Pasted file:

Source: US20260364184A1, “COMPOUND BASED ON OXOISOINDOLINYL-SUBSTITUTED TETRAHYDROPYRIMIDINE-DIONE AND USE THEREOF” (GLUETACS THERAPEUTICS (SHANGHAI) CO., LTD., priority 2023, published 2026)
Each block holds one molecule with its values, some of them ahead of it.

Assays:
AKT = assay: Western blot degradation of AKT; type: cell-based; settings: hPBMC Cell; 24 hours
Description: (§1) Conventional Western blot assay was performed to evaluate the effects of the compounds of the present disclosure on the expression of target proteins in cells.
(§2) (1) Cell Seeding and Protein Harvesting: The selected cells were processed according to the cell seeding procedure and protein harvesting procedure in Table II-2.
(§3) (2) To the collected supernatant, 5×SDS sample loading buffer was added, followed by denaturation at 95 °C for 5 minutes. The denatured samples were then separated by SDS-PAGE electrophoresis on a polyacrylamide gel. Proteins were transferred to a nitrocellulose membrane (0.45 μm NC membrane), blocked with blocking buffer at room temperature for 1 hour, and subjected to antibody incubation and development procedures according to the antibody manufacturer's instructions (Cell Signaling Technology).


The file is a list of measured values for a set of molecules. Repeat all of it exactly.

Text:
Source: US20260364184A1, “COMPOUND BASED ON OXOISOINDOLINYL-SUBSTITUTED TETRAHYDROPYRIMIDINE-DIONE AND USE THEREOF” (GLUETACS THERAPEUTICS (SHANGHAI) CO., LTD., priority 2023, published 2026)
Each block holds one molecule with its values, some of them ahead of it.

Assays:
AKT = assay: Western blot degradation of AKT; type: cell-based; settings: hPBMC Cell; 24 hours
Description: (§1) Conventional Western blot assay was performed to evaluate the effects of the compounds of the present disclosure on the expression of target proteins in cells.
(§2) (1) Cell Seeding and Protein Harvesting: The selected cells were processed according to the cell seeding procedure and protein harvesting procedure in Table II-2.
(§3) (2) To the collected supernatant, 5×SDS sample loading buffer was added, followed by denaturation at 95 °C for 5 minutes. The denatured samples were then separated by SDS-PAGE electrophoresis on a polyacrylamide gel. Proteins were transferred to a nitrocellulose membrane (0.45 μm NC membrane), blocked with blocking buffer at room temperature for 1 hour, and subjected to antibody incubation and development procedures according to the antibody manufacturer's instructions (Cell Signaling Technology).